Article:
Published online by Cambridge University Press: 13 July 2019
Primitivism has a long history. Its beginnings as a distinctive discourse, however, are more widely associated with early-modern encounters between European explorers and the New World. As this early era of exploration developed into a sustained period of global conquest and colonization, primitivist figures began to feature heavily in textual and visual representations of the non-European Other. The term ‘primitivism’ itself is derived from the Latin primitivus, meaning the first or earliest of its kind. As used or evoked by writers from the sixteenth century and beyond, primitivism broadly denotes humankind in a ‘wild’, ‘savage’, ‘unrefined’ or ‘natural’ state. However, the tensions underlying these understandings suggest a much wider field of signification. For if primitivism connotes notions of ‘purity’, ‘innocence’ and ‘authenticity’, it also suggests anxieties about the ‘wild’, the ‘savage’ and the ‘unnatural’. Ultimately, however, primitivism is as much about the exportation of a Western cultural malaise as it is about representing the culturally primitive other. As Adam Kuper (2005, 23) explains, ‘[T] hey define us, as we define them.’
A key text for identifying critical pathways into the paradoxical discourses of primitivism is Michel de Montaigne's late sixteenth-century essay, ‘On the Cannibals’. Honed in reaction to textual accounts of journeys to the New World, Montaigne's insights reveal in the first instance the role travel writing played in disseminating primitivism's salient meanings. Features of early modern accounts resonate in Montaigne's (1991, 233) description of people he has not encountered yet who he confidently asserts have ‘no acquaintance with writing, no knowledge of numbers, no terms for governor or political superior […] no words for treachery, lying, cheating, avarice, envy’.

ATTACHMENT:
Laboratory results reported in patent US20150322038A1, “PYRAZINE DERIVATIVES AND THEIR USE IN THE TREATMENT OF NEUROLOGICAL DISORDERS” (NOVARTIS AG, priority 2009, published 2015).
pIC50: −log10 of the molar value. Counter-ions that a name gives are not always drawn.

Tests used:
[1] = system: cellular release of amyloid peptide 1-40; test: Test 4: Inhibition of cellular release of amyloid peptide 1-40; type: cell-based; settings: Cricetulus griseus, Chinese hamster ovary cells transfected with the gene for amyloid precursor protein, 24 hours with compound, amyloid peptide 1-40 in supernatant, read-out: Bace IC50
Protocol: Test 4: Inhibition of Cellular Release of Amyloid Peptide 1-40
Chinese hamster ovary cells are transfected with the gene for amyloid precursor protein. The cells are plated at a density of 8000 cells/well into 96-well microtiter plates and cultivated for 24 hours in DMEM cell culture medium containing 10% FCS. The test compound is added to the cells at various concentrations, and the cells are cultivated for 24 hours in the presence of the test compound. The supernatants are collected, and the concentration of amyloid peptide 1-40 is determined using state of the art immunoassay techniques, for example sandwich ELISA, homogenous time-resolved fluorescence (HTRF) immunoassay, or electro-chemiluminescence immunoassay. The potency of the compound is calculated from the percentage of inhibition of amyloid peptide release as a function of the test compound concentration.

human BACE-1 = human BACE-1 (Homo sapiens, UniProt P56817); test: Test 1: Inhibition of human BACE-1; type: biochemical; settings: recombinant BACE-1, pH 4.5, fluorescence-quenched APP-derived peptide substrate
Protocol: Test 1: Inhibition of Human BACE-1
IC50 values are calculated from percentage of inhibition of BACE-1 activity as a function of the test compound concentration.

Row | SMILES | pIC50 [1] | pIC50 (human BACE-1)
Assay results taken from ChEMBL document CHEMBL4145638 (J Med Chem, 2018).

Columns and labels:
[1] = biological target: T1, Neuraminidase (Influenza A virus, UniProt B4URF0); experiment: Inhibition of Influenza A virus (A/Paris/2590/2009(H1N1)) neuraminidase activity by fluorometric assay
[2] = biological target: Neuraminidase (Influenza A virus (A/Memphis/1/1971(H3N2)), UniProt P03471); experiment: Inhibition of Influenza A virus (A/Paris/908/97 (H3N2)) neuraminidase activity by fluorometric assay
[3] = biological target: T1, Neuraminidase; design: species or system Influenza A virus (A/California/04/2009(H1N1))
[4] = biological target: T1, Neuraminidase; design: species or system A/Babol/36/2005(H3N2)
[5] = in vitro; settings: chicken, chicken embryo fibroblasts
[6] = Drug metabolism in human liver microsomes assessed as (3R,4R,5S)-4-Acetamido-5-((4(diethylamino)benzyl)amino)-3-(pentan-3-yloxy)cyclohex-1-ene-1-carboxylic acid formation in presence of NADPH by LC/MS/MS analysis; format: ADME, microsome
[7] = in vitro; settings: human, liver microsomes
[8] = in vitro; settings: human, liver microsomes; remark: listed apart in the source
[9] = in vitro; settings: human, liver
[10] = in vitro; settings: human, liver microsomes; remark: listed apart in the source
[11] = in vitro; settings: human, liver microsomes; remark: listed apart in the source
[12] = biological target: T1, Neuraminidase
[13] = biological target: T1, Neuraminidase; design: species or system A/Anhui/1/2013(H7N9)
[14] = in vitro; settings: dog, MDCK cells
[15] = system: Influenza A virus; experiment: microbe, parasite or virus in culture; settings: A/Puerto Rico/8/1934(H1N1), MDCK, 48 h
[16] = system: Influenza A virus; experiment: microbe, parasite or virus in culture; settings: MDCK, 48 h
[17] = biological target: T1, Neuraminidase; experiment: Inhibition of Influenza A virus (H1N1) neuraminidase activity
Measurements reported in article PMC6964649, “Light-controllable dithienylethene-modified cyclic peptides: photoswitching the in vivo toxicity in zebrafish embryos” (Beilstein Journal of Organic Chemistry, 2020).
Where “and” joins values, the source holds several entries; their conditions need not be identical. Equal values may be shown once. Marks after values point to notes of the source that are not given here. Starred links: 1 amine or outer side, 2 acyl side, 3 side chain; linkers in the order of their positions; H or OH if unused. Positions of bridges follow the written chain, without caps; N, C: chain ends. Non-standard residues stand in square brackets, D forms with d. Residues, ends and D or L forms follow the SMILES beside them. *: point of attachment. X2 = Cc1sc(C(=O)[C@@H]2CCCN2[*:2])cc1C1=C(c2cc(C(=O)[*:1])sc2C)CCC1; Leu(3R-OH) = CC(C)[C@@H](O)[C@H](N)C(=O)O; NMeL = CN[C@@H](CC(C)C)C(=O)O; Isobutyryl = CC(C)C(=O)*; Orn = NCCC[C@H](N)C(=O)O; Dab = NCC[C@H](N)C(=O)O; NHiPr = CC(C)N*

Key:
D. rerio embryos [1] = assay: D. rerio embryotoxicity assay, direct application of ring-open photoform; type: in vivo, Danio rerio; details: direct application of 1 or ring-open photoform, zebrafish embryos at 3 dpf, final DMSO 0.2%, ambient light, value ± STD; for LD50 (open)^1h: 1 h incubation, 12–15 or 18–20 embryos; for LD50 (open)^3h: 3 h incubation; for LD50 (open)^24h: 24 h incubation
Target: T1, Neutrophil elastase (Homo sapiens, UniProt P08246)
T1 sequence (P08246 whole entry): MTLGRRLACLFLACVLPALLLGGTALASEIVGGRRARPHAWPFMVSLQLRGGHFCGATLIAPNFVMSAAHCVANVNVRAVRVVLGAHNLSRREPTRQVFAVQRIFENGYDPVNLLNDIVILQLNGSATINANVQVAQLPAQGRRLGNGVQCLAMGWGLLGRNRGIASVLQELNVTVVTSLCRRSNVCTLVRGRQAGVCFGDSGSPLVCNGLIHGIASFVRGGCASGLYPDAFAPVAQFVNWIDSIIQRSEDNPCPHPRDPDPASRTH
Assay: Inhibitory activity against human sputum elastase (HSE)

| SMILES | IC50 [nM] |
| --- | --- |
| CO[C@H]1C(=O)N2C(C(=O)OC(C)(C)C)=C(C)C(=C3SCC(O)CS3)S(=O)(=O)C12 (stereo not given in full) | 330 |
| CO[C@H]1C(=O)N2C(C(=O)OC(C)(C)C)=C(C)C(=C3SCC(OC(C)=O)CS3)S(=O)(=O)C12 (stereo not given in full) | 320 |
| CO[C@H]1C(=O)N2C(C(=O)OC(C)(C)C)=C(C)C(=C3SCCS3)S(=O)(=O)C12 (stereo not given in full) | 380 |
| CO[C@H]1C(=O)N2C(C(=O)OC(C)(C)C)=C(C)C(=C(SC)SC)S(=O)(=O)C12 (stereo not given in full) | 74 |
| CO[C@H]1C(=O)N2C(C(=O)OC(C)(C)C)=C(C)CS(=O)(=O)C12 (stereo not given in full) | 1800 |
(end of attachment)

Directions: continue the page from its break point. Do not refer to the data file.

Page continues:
This initial eulogization of a society unencumbered by ‘civilization’ fits with uses of the ‘Noble Savage’, a figure into which much of primitivism's imaginary is condensed in the centuries that follow. Ter Ellingson (2001) demonstrates the predominance of this archetype in seventeenth-century French travel accounts depicting North American Indians, and traces its emergence to Marc Lescarbot's analysis of ‘savage’ society published in his 1609 compendium of travel writing, Histoire de la Nouvelle France. Fiction further popularized the fecund figure of the Noble Savage who, alongside related primitivist tropes of unspoiled societies and authentic selves, becomes central to many of the philosophical and sentimental writings of the seventeenth and eighteenth centuries (see Todorov 1989).